The series everybody has been waiting for kicks off in just a few hours, and while it’s hard to choose any favourite, Ant Sims does fancy picking out some of the key battles before the two teams come to blows.
DALE STEYN VS. RICKY PONTING
Arguably, there are no two players feistier in the two squads than Dale Steyn and Ricky Ponting. The last time the two played each other, just over a year ago in South Africa, Steyn got Ponting trapped leg-before twice. The two couldn’t be more different off the field, but when these two players step over the boundary rope, they change. And when they are in the zone, things can get really heated. Whether it’s Ponting showing Steyn no respect by dispatching him over the ropes or Steyn bouncing the former Australian skipper and giving him a piece of his mind – when fire meets fire, you tend to have an explosion. Things will be no different in this series.
MORNE MORKEL VS. HIMSELF
That Morne Morkel is not short of talent, there is no doubt. Tall enough to generate bounce on almost any surface and often accurate enough to fox even the most set batsmen, Morkel is a solid bowler. His problem, however, is that when things don’t go his way, his shoulders tend to drop, he seems to lose his self-belief and everything that can and will go wrong for Morkel, does. For the pace ace to keep his cool, stay focused and remind himself that he is one of the best in the world will be the key. Whether he is opening the bowling or bowling at first change, Morkel will have to take the role given to him and absorb himself in it wholly without losing focus on the task at hand.
Hopefully, for his sake, Paddy Upton has plenty of spare time on his hands.
IMRAN TAHIR VS. THE CREASE
Imran Tahir is an excitable character. Whether he is running amok to celebrate a wicket or overjoyed when he lands a perfect delivery, he can carried away. So carried away, in fact, that he sometimes forgets what his role in the side is. Tahir is there to take wickets, and while attacking leg spinners will often be slapped around for a couple of runs, how they respond to being hit is crucial. Tahir tends to respond by bowling no balls, an inexcusable act for any spinner. He had a torrid time in England keeping his foot behind the line, and if he can’t sort out his problem in Australia, Tahir will need a serious talking to.
MICHAEL CLARKE VS. GRAEME SMITH
Michael Clarke and Graeme Smith couldn’t be more different. Clarke is the poster boy for Australian cricket and is eternally concerned about his image, while Smith is brash and speaks his mind. When it comes to captaincy, though, both men are born leaders. Smith has gone from strength to strength since being thrown into the deep end as a 22-year-old, while Clarke has probably been groomed for the role since he was a 22-year-old. Both captains will have to make some pressurised decisions at key moments in the game: when to declare, which bowling change will work best, what to do at the toss, concocting plans to get dangermen out – all these will form part of the battle for the two leaders. Who manages their charges best in those key moments will be a big factor in the series.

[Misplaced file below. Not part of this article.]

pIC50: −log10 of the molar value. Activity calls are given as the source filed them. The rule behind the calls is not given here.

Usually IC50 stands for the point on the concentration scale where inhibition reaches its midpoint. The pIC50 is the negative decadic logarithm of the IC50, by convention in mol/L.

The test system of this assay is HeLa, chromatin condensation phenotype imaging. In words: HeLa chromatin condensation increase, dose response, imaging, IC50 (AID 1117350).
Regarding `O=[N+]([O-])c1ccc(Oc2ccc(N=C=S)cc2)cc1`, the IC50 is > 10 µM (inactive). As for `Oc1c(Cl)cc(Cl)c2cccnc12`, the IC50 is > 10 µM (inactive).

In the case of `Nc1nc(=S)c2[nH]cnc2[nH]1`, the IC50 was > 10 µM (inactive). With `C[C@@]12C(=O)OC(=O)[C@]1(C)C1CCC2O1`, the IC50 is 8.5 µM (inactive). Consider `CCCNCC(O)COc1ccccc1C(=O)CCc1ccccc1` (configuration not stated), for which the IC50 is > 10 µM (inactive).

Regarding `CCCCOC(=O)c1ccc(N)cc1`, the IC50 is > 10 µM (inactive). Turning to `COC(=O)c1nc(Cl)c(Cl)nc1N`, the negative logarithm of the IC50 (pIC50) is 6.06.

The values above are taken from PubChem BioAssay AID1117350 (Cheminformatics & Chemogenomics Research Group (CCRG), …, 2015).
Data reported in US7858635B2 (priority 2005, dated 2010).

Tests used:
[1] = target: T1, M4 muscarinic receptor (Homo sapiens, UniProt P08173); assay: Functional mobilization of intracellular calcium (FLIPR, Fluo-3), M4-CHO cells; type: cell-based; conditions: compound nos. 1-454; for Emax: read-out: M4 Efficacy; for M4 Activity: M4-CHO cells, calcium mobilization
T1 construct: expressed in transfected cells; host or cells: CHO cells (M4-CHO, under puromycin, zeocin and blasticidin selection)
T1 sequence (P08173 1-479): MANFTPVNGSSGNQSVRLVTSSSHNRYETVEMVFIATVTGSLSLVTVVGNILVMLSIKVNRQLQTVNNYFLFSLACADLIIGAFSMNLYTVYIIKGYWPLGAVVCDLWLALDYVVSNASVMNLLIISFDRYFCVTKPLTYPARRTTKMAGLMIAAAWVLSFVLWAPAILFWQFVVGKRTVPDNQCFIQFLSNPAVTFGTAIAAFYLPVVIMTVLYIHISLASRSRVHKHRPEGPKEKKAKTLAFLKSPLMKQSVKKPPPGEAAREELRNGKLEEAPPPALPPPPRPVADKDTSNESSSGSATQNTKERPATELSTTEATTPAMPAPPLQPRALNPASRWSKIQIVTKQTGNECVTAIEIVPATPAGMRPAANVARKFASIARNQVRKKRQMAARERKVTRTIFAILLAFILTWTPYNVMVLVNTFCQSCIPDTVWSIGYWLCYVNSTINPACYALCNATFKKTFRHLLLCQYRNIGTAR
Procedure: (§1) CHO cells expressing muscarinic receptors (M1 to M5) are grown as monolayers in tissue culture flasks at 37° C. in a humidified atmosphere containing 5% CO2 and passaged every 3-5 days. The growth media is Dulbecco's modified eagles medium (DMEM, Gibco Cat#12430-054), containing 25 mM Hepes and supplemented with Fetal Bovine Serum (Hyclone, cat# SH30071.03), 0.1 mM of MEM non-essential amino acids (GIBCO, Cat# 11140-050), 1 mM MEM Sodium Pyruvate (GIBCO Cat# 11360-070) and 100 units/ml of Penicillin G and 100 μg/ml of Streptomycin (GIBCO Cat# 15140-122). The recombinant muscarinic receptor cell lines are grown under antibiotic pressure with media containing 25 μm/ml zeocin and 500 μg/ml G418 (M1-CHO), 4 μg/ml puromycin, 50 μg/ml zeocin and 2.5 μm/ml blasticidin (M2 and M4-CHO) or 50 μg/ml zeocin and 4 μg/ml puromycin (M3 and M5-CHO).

SOUTH AFRICA VS. PRESSURE
Whisper it now, but if South Africa does anything wrong this series, the team will undoubtedly be brandied chokers. Whether they choked or whether they were just given a good old fashioned beating, it’s a tag they’ll never be able to shake. Whatever the case may be, though, they are up against pressure – and while they did incredibly well to absorb pressure and transfer it to the opposition in England, Australia is a whole different kettle of fish. The final Test at Lord’s saw the Saffas edge ever so close to the c-word on the final day, when Matthew Prior and Graeme Swann looked like they might just pull off a great escape.
From the get-go, the Proteas are up against it, and being ranked number one in the world, they are expected to perform and perform well.
Jacques Kallis, who has been there and done that, admits things feel a little bit different.
“It does feel slightly different coming to Australia as No. 1 because you come with that at the back of your mind,” Kallis says.
“But we also come in the knowledge of how hard we had to work to get that success, and I don't see any reason why we can't get ourselves into position to win again.”
The memories of 2008 will no doubt still linger with many of the players in the team, but if they were underdogs then, they’re top dogs now.